Lucky Strike cigarettes are seen during the manufacturing process in a BAT cigarette factory. File picture: Michaela Rehle/Reuters
Trade union Fawu has embarked on a campaign to highlight the plight of South African workers who face losing their jobs to the ballooning illegal cigarette trade. Using the hashtag #NotJustAJob, Fawu's tweets recount the personal stories of individuals employed in the South African tobacco industry who say their jobs are being threatened by cheap, illegally imported cigarettes. 

These illegal imports are not subject to government's 'sin tax' and therefore are sold on the streets for as little as R10 a packet, whereas legal, taxed cigarettes are priced from around R25 upwards. 

Added to that, Parliament is mulling new legislation which seeks to ban advertising of tobacco products completely, as well as criminalise smoking in public. The Control of Tobacco Products and Electronic Delivery Systems Bill, published by the Department of Health in May for comment, seeks to ban the display of all tobacco products and cigarettes. If the bill is passed, a three-month prison sentence could be imposed for smoking in public and restaurants would have to remove their smoking areas.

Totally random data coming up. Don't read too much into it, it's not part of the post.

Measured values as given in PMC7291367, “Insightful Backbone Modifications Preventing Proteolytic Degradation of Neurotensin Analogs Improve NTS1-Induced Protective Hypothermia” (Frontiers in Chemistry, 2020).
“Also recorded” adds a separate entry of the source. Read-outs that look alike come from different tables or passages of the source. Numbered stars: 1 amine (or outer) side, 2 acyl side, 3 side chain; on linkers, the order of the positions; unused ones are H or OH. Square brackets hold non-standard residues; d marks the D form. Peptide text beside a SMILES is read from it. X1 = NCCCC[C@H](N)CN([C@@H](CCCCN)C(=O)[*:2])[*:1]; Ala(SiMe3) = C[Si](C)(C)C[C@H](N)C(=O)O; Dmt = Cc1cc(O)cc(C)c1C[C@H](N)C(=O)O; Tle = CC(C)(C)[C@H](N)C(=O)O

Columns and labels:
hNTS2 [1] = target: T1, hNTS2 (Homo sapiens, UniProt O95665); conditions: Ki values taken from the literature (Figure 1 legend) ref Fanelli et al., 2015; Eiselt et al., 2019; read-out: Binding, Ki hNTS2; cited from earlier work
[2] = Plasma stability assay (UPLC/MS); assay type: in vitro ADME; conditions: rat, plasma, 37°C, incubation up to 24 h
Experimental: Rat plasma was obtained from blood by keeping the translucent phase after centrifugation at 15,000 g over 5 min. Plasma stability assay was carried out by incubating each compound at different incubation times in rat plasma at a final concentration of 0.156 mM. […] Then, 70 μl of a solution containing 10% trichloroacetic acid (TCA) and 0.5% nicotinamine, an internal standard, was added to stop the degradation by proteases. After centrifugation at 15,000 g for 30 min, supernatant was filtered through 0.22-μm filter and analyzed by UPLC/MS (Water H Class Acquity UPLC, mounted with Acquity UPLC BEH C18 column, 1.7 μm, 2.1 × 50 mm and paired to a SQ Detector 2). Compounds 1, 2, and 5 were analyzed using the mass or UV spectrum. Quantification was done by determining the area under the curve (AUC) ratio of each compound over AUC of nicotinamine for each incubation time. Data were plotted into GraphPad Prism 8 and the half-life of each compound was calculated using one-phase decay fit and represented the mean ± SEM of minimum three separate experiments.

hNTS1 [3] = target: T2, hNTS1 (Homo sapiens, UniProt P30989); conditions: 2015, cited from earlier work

Local cigarette manufacturers warned that the illicit cigarette trade, high taxes and the proposed new legislation could result in huge cutbacks in labour.  Fawu says the potential 11 000 jobs which stand to be lost will destroy communities.

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